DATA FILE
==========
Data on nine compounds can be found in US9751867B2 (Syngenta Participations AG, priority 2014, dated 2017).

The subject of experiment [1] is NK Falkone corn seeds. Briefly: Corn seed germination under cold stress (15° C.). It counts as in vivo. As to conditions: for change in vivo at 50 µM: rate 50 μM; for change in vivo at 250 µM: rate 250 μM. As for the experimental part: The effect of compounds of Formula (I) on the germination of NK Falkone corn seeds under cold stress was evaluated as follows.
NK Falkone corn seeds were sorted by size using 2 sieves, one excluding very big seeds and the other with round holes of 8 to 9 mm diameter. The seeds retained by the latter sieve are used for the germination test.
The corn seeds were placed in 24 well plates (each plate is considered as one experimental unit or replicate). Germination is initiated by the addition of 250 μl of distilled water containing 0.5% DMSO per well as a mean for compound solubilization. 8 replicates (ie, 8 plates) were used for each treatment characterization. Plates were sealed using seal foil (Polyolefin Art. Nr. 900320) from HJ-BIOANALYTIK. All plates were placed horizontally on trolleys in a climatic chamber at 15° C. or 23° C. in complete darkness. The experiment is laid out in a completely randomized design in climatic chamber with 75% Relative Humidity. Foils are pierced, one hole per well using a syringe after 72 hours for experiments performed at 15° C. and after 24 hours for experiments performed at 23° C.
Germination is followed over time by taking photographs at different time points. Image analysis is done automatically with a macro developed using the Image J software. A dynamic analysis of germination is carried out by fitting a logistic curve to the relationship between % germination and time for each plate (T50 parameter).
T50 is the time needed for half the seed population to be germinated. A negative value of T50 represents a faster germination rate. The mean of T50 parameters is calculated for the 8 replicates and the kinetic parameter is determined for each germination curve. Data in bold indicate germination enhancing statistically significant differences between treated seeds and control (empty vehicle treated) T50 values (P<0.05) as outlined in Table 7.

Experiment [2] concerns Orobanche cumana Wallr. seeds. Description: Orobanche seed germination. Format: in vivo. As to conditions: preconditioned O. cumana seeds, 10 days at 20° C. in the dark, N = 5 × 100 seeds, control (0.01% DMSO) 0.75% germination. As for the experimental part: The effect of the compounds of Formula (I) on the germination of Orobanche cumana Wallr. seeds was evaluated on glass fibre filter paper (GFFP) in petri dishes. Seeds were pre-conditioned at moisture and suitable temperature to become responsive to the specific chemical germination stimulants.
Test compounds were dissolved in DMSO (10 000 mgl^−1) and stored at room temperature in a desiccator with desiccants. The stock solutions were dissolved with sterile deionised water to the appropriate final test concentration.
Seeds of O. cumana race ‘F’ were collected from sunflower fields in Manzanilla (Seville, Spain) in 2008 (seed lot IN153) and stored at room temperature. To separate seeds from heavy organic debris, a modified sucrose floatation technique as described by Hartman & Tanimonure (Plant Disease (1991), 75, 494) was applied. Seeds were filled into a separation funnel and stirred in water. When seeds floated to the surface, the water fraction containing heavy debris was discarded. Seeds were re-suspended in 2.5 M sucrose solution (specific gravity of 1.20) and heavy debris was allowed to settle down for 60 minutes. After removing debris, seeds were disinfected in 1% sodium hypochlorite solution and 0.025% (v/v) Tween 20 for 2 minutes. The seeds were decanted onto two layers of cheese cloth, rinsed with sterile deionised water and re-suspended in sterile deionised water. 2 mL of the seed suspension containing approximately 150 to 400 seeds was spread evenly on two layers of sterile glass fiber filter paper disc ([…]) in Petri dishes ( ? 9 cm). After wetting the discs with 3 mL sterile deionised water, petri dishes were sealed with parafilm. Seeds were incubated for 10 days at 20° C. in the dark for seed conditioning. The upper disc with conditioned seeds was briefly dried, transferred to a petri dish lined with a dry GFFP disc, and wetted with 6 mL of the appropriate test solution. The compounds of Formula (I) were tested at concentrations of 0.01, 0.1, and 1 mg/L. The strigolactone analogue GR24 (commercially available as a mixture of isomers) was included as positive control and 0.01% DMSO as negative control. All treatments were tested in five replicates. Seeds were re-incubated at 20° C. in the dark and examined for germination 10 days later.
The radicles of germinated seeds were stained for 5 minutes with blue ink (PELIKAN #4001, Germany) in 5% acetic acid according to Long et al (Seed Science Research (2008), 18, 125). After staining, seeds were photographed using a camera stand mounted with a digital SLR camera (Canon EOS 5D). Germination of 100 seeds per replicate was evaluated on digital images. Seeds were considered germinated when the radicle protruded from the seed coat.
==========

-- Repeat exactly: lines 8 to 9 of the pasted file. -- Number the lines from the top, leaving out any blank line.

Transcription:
Test compounds were dissolved in DMSO (10 000 mgl^−1) and stored at room temperature in a desiccator with desiccants. The stock solutions were dissolved with sterile deionised water to the appropriate final test concentration.
Seeds of O. cumana race ‘F’ were collected from sunflower fields in Manzanilla (Seville, Spain) in 2008 (seed lot IN153) and stored at room temperature. To separate seeds from heavy organic debris, a modified sucrose floatation technique as described by Hartman & Tanimonure (Plant Disease (1991), 75, 494) was applied. Seeds were filled into a separation funnel and stirred in water. When seeds floated to the surface, the water fraction containing heavy debris was discarded. Seeds were re-suspended in 2.5 M sucrose solution (specific gravity of 1.20) and heavy debris was allowed to settle down for 60 minutes. After removing debris, seeds were disinfected in 1% sodium hypochlorite solution and 0.025% (v/v) Tween 20 for 2 minutes. The seeds were decanted onto two layers of cheese cloth, rinsed with sterile deionised water and re-suspended in sterile deionised water. 2 mL of the seed suspension containing approximately 150 to 400 seeds was spread evenly on two layers of sterile glass fiber filter paper disc ([…]) in Petri dishes ( ? 9 cm). After wetting the discs with 3 mL sterile deionised water, petri dishes were sealed with parafilm. Seeds were incubated for 10 days at 20° C. in the dark for seed conditioning. The upper disc with conditioned seeds was briefly dried, transferred to a petri dish lined with a dry GFFP disc, and wetted with 6 mL of the appropriate test solution. The compounds of Formula (I) were tested at concentrations of 0.01, 0.1, and 1 mg/L. The strigolactone analogue GR24 (commercially available as a mixture of isomers) was included as positive control and 0.01% DMSO as negative control. All treatments were tested in five replicates. Seeds were re-incubated at 20° C. in the dark and examined for germination 10 days later.